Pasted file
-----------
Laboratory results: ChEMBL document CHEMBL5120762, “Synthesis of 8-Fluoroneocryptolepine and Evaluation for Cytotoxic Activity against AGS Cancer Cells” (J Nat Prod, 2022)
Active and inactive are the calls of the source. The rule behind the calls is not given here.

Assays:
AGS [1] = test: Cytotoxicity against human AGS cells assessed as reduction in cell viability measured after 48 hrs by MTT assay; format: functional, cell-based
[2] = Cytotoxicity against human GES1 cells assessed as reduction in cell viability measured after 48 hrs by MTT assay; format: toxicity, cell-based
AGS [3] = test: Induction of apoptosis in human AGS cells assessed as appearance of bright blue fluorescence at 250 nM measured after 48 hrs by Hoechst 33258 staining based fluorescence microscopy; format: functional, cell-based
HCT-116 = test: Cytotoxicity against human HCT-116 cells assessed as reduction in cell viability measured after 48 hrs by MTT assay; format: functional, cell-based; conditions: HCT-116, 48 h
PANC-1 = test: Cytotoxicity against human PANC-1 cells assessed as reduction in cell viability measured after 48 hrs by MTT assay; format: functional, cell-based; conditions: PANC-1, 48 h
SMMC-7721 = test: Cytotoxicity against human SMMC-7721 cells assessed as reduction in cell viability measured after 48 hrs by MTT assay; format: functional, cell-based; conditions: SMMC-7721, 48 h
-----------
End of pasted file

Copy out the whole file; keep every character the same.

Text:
Laboratory results: ChEMBL document CHEMBL5120762, “Synthesis of 8-Fluoroneocryptolepine and Evaluation for Cytotoxic Activity against AGS Cancer Cells” (J Nat Prod, 2022)
Active and inactive are the calls of the source. The rule behind the calls is not given here.

Assays:
AGS [1] = test: Cytotoxicity against human AGS cells assessed as reduction in cell viability measured after 48 hrs by MTT assay; format: functional, cell-based
[2] = Cytotoxicity against human GES1 cells assessed as reduction in cell viability measured after 48 hrs by MTT assay; format: toxicity, cell-based
AGS [3] = test: Induction of apoptosis in human AGS cells assessed as appearance of bright blue fluorescence at 250 nM measured after 48 hrs by Hoechst 33258 staining based fluorescence microscopy; format: functional, cell-based
HCT-116 = test: Cytotoxicity against human HCT-116 cells assessed as reduction in cell viability measured after 48 hrs by MTT assay; format: functional, cell-based; conditions: HCT-116, 48 h
PANC-1 = test: Cytotoxicity against human PANC-1 cells assessed as reduction in cell viability measured after 48 hrs by MTT assay; format: functional, cell-based; conditions: PANC-1, 48 h
SMMC-7721 = test: Cytotoxicity against human SMMC-7721 cells assessed as reduction in cell viability measured after 48 hrs by MTT assay; format: functional, cell-based; conditions: SMMC-7721, 48 h